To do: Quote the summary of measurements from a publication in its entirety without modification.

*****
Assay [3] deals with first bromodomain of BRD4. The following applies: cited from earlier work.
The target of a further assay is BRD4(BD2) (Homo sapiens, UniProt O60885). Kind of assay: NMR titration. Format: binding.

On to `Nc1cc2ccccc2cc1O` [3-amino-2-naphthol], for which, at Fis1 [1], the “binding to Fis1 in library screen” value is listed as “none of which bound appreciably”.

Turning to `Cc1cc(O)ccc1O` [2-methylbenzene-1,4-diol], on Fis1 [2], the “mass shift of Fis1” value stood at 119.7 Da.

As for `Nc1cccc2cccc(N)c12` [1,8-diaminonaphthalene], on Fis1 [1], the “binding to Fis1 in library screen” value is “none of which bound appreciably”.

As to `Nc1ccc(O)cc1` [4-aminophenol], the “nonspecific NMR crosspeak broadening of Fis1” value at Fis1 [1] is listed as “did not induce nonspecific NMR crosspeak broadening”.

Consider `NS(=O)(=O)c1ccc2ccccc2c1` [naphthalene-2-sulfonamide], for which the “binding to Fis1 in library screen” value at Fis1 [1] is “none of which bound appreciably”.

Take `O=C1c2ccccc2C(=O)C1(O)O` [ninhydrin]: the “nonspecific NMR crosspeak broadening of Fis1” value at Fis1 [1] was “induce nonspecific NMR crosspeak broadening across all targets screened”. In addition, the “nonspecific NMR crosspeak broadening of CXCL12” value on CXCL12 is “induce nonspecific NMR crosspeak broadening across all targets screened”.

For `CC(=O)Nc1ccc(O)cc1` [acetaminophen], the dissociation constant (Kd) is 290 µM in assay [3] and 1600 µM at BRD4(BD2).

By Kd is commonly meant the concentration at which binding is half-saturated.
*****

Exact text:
Assay [3] deals with first bromodomain of BRD4. The following applies: cited from earlier work.
The target of a further assay is BRD4(BD2) (Homo sapiens, UniProt O60885). Kind of assay: NMR titration. Format: binding.

On to `Nc1cc2ccccc2cc1O` [3-amino-2-naphthol], for which, at Fis1 [1], the “binding to Fis1 in library screen” value is listed as “none of which bound appreciably”.

Turning to `Cc1cc(O)ccc1O` [2-methylbenzene-1,4-diol], on Fis1 [2], the “mass shift of Fis1” value stood at 119.7 Da.

As for `Nc1cccc2cccc(N)c12` [1,8-diaminonaphthalene], on Fis1 [1], the “binding to Fis1 in library screen” value is “none of which bound appreciably”.

As to `Nc1ccc(O)cc1` [4-aminophenol], the “nonspecific NMR crosspeak broadening of Fis1” value at Fis1 [1] is listed as “did not induce nonspecific NMR crosspeak broadening”.

Consider `NS(=O)(=O)c1ccc2ccccc2c1` [naphthalene-2-sulfonamide], for which the “binding to Fis1 in library screen” value at Fis1 [1] is “none of which bound appreciably”.

Take `O=C1c2ccccc2C(=O)C1(O)O` [ninhydrin]: the “nonspecific NMR crosspeak broadening of Fis1” value at Fis1 [1] was “induce nonspecific NMR crosspeak broadening across all targets screened”. In addition, the “nonspecific NMR crosspeak broadening of CXCL12” value on CXCL12 is “induce nonspecific NMR crosspeak broadening across all targets screened”.

For `CC(=O)Nc1ccc(O)cc1` [acetaminophen], the dissociation constant (Kd) is 290 µM in assay [3] and 1600 µM at BRD4(BD2).

By Kd is commonly meant the concentration at which binding is half-saturated.